'Baby Got Class' video: Holderness family homage to going back to school (+video)

The Holderness family, best known for a viral video featuring the family jamming in their Christmas jammies, has released a new video in time for back-to-school season, and 'Baby Got Class' is sure to strike a chord with parents. 

By , Correspondent

The Holderness Family has done it again. After their “#XMAS JAMMIES” video Christmas card went viral in December 2013, the family has continued producing many hilarious videos that parents can easily relate to, including “Do you want to have some broccoli?,” a parody of Frozen’s “Do you want to build a snowman?,” and “Snail Mail Song,” a parody of Billy Joel’s “Piano Man.” 

Baby Got Class,” a parody of Sir Mix A Lot’s classic rap song “Baby Got Back” released Wednesday, is immediately relatable for many moms and dads who are now engaged with the back to school activities. 

“I like big buses, and I can’t deny. Some other parents may deny, but when a big yellow one comes around the bend and picks up our children, it gets sprung," is one verse from the video.

Recommended: How well do you know children's music? Take our quiz.

The music video is rife with visual jokes about confusing school supply lists, healthy lunches, and too-stuffed minivans, sprinkled throughout with lyrics that perfectly match the parodied song’s beat, syllable by syllable. 

With many students either already back in school, or going back to school in the next couple weeks, the long summer days of 24/7 parenting are now in the past or almost over. This video captures the sentiment that many parents welcome the return of the more predictable school-year routine (as well as the quiet of an empty house!)

Penn Holderness, the lead rapper, father of the Holderness familym and a managing partner at Greenroom Communications, a digital marketing company, recently talked about his family's video adventures in an online panel discussion for the New York Times, talking about kids and digital privacy. While some may be hesitant about featuring their kids front and center for a worldwide Internet audience, Mr. Holderness sees the family video productions as a positive way to spend time together as a family, and even teach his kids about video production.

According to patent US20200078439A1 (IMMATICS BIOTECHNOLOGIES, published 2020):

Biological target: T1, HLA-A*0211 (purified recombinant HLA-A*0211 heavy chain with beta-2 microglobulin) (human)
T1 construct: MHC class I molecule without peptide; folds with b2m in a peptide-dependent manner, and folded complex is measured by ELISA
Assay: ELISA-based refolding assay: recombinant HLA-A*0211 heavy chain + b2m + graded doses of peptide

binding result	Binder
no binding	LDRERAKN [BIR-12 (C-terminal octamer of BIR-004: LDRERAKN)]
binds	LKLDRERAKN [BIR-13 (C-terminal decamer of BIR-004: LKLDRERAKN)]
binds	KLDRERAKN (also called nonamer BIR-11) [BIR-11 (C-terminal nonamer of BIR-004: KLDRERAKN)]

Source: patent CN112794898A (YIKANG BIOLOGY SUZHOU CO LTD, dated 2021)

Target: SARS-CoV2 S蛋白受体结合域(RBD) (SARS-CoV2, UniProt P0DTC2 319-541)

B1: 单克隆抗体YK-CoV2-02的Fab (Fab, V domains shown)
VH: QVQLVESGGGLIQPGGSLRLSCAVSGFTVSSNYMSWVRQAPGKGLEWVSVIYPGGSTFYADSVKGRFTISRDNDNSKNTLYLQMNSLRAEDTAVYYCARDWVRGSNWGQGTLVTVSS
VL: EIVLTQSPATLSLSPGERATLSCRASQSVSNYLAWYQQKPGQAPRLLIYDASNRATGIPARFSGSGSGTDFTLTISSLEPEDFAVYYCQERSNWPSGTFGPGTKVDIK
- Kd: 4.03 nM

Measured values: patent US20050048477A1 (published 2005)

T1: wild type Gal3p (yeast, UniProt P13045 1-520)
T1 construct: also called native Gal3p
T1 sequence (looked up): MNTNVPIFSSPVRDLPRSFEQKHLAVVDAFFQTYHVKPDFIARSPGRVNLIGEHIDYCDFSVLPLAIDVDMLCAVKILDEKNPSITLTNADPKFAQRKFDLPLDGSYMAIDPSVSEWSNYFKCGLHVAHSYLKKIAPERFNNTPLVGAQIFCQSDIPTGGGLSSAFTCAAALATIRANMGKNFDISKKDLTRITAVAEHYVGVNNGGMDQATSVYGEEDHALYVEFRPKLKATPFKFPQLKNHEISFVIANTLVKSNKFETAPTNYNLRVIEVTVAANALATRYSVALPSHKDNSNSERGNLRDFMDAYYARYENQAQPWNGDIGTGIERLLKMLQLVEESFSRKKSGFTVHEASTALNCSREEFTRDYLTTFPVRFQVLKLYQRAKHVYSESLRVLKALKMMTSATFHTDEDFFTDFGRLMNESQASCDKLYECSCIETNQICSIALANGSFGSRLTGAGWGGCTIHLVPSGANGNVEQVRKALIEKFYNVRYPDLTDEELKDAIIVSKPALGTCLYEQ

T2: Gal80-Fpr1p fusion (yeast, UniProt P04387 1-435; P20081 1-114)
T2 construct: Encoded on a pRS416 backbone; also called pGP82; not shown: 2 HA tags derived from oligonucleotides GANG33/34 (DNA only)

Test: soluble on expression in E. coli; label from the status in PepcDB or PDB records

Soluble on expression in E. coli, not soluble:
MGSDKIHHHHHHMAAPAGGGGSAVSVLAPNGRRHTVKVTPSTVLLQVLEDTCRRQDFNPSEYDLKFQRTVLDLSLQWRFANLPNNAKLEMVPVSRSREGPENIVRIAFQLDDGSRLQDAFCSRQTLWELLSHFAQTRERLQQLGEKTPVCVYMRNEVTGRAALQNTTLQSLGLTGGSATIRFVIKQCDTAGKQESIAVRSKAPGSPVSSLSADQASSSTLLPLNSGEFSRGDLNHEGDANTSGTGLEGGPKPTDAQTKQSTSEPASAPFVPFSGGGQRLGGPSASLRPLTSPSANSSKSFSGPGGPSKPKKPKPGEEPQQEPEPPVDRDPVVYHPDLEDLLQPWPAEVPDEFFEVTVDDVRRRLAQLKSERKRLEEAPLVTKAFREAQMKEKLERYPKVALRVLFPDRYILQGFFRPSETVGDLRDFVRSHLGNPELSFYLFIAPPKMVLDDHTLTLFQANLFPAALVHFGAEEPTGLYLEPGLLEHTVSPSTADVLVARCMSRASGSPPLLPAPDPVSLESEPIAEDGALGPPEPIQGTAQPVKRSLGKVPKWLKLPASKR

He writes:

As far as concerns about putting my children "out there" too much, I have much greater concerns about what is available online than posting videos showing my children. In a few clicks you can find out where anyone lives, how much they paid for their homes, their political affiliation and much more. If you chose to participate in the digital world — there is no real privacy.

I’d rather show people my super cute kids than tell them how much my house is worth, wouldn't you?

After scenes of dancing on and around school buses and jamming at home and in the minivan on summer vacation, the family offers a sweet tribute to educators in the song's closing words, rapping, “Dedicated to the amazing teachers who take care of our kids all year and don’t make enough money."

Drop the beat!

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